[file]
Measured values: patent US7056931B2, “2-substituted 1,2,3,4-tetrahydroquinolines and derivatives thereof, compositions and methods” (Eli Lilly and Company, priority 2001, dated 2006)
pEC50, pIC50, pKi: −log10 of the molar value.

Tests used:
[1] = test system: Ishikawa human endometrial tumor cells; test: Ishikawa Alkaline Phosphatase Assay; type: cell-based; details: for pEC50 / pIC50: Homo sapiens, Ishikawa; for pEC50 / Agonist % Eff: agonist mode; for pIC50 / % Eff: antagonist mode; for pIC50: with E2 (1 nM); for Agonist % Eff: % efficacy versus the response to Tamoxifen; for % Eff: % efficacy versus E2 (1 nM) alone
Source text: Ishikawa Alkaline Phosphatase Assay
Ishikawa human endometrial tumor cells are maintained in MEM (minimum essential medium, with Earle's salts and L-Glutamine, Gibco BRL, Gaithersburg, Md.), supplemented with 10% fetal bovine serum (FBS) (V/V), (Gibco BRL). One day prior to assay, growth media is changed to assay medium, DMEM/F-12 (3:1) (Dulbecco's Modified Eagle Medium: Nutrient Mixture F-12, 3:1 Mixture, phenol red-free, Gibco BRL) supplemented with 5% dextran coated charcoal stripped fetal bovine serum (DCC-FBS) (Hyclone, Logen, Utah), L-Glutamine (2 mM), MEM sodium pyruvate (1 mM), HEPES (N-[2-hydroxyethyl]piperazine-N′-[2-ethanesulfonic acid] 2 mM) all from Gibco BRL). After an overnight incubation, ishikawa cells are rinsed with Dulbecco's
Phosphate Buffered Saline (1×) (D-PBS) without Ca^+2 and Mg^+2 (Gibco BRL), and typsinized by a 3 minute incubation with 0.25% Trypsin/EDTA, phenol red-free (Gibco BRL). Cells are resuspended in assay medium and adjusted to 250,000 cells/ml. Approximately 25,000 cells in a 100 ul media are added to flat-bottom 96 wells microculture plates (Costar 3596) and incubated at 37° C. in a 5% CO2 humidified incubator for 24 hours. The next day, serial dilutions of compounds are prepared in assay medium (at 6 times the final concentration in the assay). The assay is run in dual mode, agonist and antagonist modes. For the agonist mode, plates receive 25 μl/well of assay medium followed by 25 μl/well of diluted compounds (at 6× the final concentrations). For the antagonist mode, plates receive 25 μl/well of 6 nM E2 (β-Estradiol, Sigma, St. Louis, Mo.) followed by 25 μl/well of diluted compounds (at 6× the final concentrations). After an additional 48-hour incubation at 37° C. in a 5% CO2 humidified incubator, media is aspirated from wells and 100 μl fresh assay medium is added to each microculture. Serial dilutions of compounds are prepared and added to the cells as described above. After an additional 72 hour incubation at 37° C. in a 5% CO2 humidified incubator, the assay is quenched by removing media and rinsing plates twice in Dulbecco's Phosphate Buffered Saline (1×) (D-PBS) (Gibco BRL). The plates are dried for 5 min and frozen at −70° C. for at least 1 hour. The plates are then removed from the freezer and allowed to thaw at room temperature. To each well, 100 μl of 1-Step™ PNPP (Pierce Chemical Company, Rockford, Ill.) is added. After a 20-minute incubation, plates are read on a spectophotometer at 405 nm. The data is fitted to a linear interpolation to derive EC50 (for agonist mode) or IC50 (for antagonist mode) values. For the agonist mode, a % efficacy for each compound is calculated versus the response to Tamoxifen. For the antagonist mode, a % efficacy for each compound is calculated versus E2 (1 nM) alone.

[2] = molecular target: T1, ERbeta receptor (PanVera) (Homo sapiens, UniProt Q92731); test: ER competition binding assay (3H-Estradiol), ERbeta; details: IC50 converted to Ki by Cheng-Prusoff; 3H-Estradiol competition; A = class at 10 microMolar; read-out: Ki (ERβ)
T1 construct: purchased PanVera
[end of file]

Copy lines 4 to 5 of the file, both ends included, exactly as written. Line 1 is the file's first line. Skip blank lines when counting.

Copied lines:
[1] = test system: Ishikawa human endometrial tumor cells; test: Ishikawa Alkaline Phosphatase Assay; type: cell-based; details: for pEC50 / pIC50: Homo sapiens, Ishikawa; for pEC50 / Agonist % Eff: agonist mode; for pIC50 / % Eff: antagonist mode; for pIC50: with E2 (1 nM); for Agonist % Eff: % efficacy versus the response to Tamoxifen; for % Eff: % efficacy versus E2 (1 nM) alone
Source text: Ishikawa Alkaline Phosphatase Assay